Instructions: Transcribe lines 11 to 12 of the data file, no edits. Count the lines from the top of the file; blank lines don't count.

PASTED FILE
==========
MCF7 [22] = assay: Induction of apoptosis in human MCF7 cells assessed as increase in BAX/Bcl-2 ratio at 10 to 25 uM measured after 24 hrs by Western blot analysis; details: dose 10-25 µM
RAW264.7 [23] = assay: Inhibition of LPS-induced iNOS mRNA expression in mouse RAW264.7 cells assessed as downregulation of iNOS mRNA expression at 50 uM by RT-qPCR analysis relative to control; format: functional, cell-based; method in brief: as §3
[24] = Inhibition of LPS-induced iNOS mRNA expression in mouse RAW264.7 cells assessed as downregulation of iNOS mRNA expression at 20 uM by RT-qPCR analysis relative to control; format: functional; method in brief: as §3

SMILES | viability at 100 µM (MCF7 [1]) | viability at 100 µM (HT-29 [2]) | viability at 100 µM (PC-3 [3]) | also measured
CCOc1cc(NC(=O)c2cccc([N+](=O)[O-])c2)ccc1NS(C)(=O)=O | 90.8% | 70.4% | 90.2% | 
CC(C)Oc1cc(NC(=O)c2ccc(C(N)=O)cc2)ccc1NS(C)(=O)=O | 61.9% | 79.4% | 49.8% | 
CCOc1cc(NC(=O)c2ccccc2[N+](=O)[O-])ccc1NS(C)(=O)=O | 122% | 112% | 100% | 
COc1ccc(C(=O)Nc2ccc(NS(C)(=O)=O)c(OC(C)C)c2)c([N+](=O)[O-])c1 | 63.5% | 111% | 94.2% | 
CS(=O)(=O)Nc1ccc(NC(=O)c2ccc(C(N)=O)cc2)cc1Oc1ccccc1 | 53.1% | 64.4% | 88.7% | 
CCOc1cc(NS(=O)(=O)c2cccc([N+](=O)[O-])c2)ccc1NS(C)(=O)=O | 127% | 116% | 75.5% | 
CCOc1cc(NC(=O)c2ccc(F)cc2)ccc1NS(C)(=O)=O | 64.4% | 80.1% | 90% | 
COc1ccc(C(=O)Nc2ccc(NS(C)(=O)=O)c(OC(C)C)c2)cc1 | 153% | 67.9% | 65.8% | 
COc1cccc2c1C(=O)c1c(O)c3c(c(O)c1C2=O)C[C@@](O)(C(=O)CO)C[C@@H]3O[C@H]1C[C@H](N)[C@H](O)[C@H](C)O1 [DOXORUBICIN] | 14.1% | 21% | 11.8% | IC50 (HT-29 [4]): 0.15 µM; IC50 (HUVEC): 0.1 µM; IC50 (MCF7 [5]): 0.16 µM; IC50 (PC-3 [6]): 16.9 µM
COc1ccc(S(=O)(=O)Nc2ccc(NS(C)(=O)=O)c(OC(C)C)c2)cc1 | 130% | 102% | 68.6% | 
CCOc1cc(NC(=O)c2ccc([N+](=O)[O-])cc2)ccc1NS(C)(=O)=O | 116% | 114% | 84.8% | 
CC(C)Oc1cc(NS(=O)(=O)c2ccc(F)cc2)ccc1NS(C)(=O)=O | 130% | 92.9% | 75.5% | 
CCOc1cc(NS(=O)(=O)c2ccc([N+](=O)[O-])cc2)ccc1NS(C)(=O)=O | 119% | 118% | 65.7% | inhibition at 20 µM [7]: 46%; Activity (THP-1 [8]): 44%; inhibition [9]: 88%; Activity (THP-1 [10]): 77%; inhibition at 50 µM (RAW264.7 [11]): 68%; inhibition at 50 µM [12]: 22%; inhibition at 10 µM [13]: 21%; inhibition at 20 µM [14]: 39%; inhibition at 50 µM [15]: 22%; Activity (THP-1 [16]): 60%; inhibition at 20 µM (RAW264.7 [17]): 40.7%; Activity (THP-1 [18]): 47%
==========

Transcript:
CCOc1cc(NC(=O)c2ccc(F)cc2)ccc1NS(C)(=O)=O | 64.4% | 80.1% | 90% | 
COc1ccc(C(=O)Nc2ccc(NS(C)(=O)=O)c(OC(C)C)c2)cc1 | 153% | 67.9% | 65.8% | 